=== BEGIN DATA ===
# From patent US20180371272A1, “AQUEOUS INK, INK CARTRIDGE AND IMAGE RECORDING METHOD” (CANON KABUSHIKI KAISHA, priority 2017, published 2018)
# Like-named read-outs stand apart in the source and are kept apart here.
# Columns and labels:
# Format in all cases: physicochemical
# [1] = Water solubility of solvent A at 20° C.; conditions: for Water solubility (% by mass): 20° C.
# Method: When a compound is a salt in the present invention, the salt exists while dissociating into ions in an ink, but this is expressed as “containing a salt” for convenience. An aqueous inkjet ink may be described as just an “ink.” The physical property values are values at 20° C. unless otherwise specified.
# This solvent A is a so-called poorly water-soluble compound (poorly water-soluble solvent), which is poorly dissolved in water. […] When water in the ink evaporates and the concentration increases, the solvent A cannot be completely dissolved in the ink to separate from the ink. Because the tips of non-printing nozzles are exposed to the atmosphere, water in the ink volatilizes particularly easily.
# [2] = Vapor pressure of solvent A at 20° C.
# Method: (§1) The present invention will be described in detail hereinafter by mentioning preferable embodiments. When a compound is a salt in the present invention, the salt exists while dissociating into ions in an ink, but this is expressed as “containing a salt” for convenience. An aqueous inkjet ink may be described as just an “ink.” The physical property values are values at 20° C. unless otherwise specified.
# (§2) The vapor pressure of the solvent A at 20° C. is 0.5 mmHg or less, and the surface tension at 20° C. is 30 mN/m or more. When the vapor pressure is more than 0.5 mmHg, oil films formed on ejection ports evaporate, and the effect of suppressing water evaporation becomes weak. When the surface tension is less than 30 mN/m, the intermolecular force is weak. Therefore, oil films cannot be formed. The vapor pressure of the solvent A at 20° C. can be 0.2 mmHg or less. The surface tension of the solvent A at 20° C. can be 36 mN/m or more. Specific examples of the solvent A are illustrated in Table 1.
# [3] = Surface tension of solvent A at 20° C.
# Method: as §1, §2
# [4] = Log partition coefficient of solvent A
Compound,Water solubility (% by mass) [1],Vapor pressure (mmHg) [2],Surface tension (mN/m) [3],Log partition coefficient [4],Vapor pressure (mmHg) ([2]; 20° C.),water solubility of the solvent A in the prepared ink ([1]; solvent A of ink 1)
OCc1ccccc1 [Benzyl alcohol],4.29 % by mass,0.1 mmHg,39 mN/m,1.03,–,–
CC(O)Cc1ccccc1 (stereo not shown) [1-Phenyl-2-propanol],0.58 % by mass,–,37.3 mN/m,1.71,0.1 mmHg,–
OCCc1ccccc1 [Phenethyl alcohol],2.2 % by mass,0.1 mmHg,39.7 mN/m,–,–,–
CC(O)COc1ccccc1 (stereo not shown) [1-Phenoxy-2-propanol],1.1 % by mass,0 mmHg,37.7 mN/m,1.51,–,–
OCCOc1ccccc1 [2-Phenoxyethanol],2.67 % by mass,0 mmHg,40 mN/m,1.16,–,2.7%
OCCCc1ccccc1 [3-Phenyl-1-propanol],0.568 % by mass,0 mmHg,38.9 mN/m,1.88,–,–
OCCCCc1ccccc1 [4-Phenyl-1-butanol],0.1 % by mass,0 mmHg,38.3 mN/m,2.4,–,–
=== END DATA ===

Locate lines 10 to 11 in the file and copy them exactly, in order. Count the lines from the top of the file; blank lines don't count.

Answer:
# (§2) The vapor pressure of the solvent A at 20° C. is 0.5 mmHg or less, and the surface tension at 20° C. is 30 mN/m or more. When the vapor pressure is more than 0.5 mmHg, oil films formed on ejection ports evaporate, and the effect of suppressing water evaporation becomes weak. When the surface tension is less than 30 mN/m, the intermolecular force is weak. Therefore, oil films cannot be formed. The vapor pressure of the solvent A at 20° C. can be 0.2 mmHg or less. The surface tension of the solvent A at 20° C. can be 36 mN/m or more. Specific examples of the solvent A are illustrated in Table 1.
# [3] = Surface tension of solvent A at 20° C.